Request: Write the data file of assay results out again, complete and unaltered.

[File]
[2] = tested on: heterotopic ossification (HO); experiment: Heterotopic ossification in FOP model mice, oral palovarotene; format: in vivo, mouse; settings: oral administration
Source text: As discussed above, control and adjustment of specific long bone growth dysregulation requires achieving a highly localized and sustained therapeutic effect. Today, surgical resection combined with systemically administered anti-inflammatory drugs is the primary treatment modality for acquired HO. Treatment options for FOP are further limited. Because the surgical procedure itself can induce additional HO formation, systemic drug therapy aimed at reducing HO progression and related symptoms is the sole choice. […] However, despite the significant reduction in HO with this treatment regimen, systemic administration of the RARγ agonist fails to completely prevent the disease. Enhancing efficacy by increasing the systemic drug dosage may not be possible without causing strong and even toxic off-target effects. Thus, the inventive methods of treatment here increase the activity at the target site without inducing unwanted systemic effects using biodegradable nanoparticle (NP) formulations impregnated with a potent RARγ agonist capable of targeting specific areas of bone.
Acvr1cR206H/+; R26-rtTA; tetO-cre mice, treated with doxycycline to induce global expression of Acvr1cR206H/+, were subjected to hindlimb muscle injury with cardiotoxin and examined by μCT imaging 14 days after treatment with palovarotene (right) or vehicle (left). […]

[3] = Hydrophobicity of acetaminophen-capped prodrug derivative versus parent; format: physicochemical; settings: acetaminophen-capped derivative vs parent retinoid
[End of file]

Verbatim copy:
[2] = tested on: heterotopic ossification (HO); experiment: Heterotopic ossification in FOP model mice, oral palovarotene; format: in vivo, mouse; settings: oral administration
Source text: As discussed above, control and adjustment of specific long bone growth dysregulation requires achieving a highly localized and sustained therapeutic effect. Today, surgical resection combined with systemically administered anti-inflammatory drugs is the primary treatment modality for acquired HO. Treatment options for FOP are further limited. Because the surgical procedure itself can induce additional HO formation, systemic drug therapy aimed at reducing HO progression and related symptoms is the sole choice. […] However, despite the significant reduction in HO with this treatment regimen, systemic administration of the RARγ agonist fails to completely prevent the disease. Enhancing efficacy by increasing the systemic drug dosage may not be possible without causing strong and even toxic off-target effects. Thus, the inventive methods of treatment here increase the activity at the target site without inducing unwanted systemic effects using biodegradable nanoparticle (NP) formulations impregnated with a potent RARγ agonist capable of targeting specific areas of bone.
Acvr1cR206H/+; R26-rtTA; tetO-cre mice, treated with doxycycline to induce global expression of Acvr1cR206H/+, were subjected to hindlimb muscle injury with cardiotoxin and examined by μCT imaging 14 days after treatment with palovarotene (right) or vehicle (left). […]

[3] = Hydrophobicity of acetaminophen-capped prodrug derivative versus parent; format: physicochemical; settings: acetaminophen-capped derivative vs parent retinoid